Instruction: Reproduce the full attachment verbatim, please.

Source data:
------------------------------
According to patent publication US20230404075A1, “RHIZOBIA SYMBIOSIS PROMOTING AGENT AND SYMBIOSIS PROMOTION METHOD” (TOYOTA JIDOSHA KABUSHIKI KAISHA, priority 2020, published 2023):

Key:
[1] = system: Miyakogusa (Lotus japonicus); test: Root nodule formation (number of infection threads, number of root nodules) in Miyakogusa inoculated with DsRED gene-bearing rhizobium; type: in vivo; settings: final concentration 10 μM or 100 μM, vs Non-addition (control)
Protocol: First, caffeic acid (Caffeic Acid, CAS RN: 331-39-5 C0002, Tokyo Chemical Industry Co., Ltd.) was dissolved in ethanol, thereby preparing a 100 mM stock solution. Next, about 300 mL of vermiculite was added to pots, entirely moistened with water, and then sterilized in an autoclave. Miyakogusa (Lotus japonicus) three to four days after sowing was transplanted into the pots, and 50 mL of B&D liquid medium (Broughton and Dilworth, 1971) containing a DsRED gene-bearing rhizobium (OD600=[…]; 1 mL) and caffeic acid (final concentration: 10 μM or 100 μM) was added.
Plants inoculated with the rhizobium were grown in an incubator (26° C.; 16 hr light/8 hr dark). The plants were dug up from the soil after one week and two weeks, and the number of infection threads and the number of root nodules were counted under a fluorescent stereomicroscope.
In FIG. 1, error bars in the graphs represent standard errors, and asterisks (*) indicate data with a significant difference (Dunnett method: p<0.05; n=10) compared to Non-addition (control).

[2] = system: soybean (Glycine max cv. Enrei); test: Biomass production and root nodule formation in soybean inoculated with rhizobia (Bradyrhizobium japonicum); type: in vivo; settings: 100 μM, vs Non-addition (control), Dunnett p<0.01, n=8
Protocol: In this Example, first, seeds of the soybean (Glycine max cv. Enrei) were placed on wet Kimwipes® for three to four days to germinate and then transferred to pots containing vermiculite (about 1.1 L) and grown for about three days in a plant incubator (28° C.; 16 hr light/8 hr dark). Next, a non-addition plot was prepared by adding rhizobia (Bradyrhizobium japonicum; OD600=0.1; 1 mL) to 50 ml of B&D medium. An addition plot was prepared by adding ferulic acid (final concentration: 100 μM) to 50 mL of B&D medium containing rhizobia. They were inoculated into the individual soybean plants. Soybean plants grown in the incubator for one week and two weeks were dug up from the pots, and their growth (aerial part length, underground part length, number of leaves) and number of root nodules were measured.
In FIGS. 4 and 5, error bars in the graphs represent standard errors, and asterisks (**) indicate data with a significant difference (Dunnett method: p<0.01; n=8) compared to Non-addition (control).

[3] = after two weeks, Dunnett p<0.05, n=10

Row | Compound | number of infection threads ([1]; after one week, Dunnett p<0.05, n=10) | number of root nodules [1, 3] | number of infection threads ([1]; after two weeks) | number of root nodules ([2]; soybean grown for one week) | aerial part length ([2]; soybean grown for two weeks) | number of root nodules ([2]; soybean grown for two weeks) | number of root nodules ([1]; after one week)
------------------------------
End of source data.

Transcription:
According to patent publication US20230404075A1, “RHIZOBIA SYMBIOSIS PROMOTING AGENT AND SYMBIOSIS PROMOTION METHOD” (TOYOTA JIDOSHA KABUSHIKI KAISHA, priority 2020, published 2023):

Key:
[1] = system: Miyakogusa (Lotus japonicus); test: Root nodule formation (number of infection threads, number of root nodules) in Miyakogusa inoculated with DsRED gene-bearing rhizobium; type: in vivo; settings: final concentration 10 μM or 100 μM, vs Non-addition (control)
Protocol: First, caffeic acid (Caffeic Acid, CAS RN: 331-39-5 C0002, Tokyo Chemical Industry Co., Ltd.) was dissolved in ethanol, thereby preparing a 100 mM stock solution. Next, about 300 mL of vermiculite was added to pots, entirely moistened with water, and then sterilized in an autoclave. Miyakogusa (Lotus japonicus) three to four days after sowing was transplanted into the pots, and 50 mL of B&D liquid medium (Broughton and Dilworth, 1971) containing a DsRED gene-bearing rhizobium (OD600=[…]; 1 mL) and caffeic acid (final concentration: 10 μM or 100 μM) was added.
Plants inoculated with the rhizobium were grown in an incubator (26° C.; 16 hr light/8 hr dark). The plants were dug up from the soil after one week and two weeks, and the number of infection threads and the number of root nodules were counted under a fluorescent stereomicroscope.
In FIG. 1, error bars in the graphs represent standard errors, and asterisks (*) indicate data with a significant difference (Dunnett method: p<0.05; n=10) compared to Non-addition (control).

[2] = system: soybean (Glycine max cv. Enrei); test: Biomass production and root nodule formation in soybean inoculated with rhizobia (Bradyrhizobium japonicum); type: in vivo; settings: 100 μM, vs Non-addition (control), Dunnett p<0.01, n=8
Protocol: In this Example, first, seeds of the soybean (Glycine max cv. Enrei) were placed on wet Kimwipes® for three to four days to germinate and then transferred to pots containing vermiculite (about 1.1 L) and grown for about three days in a plant incubator (28° C.; 16 hr light/8 hr dark). Next, a non-addition plot was prepared by adding rhizobia (Bradyrhizobium japonicum; OD600=0.1; 1 mL) to 50 ml of B&D medium. An addition plot was prepared by adding ferulic acid (final concentration: 100 μM) to 50 mL of B&D medium containing rhizobia. They were inoculated into the individual soybean plants. Soybean plants grown in the incubator for one week and two weeks were dug up from the pots, and their growth (aerial part length, underground part length, number of leaves) and number of root nodules were measured.
In FIGS. 4 and 5, error bars in the graphs represent standard errors, and asterisks (**) indicate data with a significant difference (Dunnett method: p<0.01; n=8) compared to Non-addition (control).

[3] = after two weeks, Dunnett p<0.05, n=10

Row | Compound | number of infection threads ([1]; after one week, Dunnett p<0.05, n=10) | number of root nodules [1, 3] | number of infection threads ([1]; after two weeks) | number of root nodules ([2]; soybean grown for one week) | aerial part length ([2]; soybean grown for two weeks) | number of root nodules ([2]; soybean grown for two weeks) | number of root nodules ([1]; after one week)